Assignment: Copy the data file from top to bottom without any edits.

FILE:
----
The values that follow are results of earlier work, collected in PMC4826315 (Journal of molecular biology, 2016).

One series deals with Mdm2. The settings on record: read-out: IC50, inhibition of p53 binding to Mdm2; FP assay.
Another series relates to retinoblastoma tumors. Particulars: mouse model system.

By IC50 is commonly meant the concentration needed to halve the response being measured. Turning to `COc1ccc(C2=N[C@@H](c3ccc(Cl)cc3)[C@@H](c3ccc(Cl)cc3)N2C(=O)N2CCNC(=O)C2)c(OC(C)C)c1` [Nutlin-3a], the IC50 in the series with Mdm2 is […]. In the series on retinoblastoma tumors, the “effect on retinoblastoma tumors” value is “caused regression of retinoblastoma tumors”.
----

The values that follow are results of earlier work, collected in PMC4826315 (Journal of molecular biology, 2016).

One series deals with Mdm2. The settings on record: read-out: IC50, inhibition of p53 binding to Mdm2; FP assay.
Another series relates to retinoblastoma tumors. Particulars: mouse model system.

By IC50 is commonly meant the concentration needed to halve the response being measured. Turning to `COc1ccc(C2=N[C@@H](c3ccc(Cl)cc3)[C@@H](c3ccc(Cl)cc3)N2C(=O)N2CCNC(=O)C2)c(OC(C)C)c1` [Nutlin-3a], the IC50 in the series with Mdm2 is […]. In the series on retinoblastoma tumors, the “effect on retinoblastoma tumors” value is “caused regression of retinoblastoma tumors”.